Naturally, our connections to Caribbean Costa Rica seemed a perfect place to start.  But good beans take time!  We started buying cacao from an established cooperative in Piura, Peru, while our Costa Rica connection was developing. Having laid the groundwork by encouraging our baker Daniel, a native of Limón, Costa Rica, to go back to farming cacao.  We hatched a plan together which sought to fulfill his goal to be self-employed and to retain a working relationship with French Broad. Within a few years, Daniel had secured a small loan to build a fermentary and buy a truck.   Building this relationship with Daniel allowed us to have more control over post harvest practices as Daniel began implementing our specifications for fermentation and drying, ultimately giving us a greater impact on the final flavor of our chocolate. The early experiments weren’t without failures though: many sacks ended up moldy or bug infested while he and his nephew figured out the tricks to preserving cacao amid constant weather fluctuation. But he persevered, and in September of 2013, completed his first successful export to us! A mere 700 kilos, it felt momentous to receive those first 13 sacks. We sent them air freight, for which we paid dearly, but they showed up without a hitch.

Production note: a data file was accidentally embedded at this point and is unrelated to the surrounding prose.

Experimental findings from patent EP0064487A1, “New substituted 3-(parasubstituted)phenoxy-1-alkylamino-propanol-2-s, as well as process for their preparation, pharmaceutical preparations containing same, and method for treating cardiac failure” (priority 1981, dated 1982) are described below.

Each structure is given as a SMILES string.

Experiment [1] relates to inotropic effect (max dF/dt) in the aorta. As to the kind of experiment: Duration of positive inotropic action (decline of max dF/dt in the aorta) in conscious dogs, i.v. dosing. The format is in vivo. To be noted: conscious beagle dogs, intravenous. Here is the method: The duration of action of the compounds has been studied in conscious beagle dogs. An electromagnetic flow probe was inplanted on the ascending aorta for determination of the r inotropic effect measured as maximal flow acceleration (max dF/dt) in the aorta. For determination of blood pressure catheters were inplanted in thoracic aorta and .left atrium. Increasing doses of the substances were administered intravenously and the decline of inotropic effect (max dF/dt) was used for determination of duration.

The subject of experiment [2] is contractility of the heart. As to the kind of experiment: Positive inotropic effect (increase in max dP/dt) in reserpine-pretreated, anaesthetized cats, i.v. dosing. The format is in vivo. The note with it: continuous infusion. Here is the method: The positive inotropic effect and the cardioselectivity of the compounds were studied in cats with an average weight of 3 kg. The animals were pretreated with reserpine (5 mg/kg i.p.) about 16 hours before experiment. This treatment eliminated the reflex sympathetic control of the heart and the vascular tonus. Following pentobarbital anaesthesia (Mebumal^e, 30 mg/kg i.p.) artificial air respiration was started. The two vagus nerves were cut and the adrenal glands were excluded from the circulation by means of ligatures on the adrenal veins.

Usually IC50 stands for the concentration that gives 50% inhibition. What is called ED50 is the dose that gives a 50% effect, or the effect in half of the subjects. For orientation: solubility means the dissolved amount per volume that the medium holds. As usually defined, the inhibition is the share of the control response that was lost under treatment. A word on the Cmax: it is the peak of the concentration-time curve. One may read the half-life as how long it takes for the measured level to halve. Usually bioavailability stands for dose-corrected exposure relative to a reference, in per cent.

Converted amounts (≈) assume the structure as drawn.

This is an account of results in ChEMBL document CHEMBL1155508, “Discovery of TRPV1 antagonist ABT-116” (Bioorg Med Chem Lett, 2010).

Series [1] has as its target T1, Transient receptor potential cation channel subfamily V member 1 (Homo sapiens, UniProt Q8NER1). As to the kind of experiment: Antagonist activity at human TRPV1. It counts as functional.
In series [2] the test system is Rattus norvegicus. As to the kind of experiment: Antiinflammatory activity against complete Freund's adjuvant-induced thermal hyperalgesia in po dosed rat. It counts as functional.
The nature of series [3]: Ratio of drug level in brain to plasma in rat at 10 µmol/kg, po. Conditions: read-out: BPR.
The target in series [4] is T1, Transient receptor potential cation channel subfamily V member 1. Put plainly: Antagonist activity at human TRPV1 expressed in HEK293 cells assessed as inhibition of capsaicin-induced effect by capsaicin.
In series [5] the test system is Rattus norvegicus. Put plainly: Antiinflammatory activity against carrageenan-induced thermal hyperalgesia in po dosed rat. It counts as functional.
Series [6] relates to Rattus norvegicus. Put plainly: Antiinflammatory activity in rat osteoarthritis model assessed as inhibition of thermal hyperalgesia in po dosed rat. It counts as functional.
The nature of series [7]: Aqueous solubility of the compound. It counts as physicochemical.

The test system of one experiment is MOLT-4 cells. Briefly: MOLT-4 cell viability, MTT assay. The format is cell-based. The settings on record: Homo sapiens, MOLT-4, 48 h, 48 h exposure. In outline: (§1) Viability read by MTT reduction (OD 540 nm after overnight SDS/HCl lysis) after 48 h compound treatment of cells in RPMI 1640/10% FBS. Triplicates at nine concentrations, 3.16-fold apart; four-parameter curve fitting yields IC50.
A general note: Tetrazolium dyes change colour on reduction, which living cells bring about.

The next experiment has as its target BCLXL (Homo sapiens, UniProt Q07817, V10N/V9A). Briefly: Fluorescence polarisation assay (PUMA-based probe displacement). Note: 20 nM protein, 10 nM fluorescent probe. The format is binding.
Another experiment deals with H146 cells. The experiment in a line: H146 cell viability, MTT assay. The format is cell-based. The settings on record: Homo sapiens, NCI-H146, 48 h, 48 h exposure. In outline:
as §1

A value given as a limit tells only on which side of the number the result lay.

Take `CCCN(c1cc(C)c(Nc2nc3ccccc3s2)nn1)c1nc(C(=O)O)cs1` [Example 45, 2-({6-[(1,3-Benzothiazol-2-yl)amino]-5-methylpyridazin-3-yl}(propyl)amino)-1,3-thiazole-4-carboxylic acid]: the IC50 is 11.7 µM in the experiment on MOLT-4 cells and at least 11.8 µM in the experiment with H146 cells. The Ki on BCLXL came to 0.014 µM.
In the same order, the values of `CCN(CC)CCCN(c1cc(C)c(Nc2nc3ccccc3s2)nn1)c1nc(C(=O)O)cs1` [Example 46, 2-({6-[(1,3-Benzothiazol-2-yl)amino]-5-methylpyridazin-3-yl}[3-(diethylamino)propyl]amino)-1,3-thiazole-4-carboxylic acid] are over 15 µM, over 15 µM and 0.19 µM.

We had ordered significantly more, and we had chosen to offer him pre-harvest financing of half the sale price. This helped him get on his feet and have the cash to pay his partner farmers (cacaoteros) upon pickup of wet seed; exceedingly important amid a background of mistrust of cacao buyers, the unfortunate case of the regional cooperative who had been giving IOUs rather than cash.

Since then, Daniel has continued to learn, through much trial and error, how to produce great cacao.  There have been more shipments that were not of a high enough quality, almost completely related to drying issues in the very humid Costa Rican Atlantic zone.  This year, we organized our trusted Nicaraguan cacao processors to take a road trip to visit and consult Daniel.  Fermentation was given high marks, but drying was confirmed as being the biggest challenge.  They made recommendations to build a mechanical dryer to supplement the sun.  Daniel is currently getting a dryer built, and we expect much more consistent results in the future.

Trust is the word. Without trust, none of this international dealing would make the least bit of sense. We pay in advance based on trust that Daniel will deliver. Daniel, in return, is now consigning the excess of our business’ own production need.  Our position is non-exclusive: the way we see it, if Daniel has the capability to produce fine flavor cacao, we want to see more of our colleagues using it.  Our potential for financial return is slight. But our pride and satisfaction in seeing Daniel’s success is ultimately the return on investment we want.

Dan Rattigan, French Broad Chocolates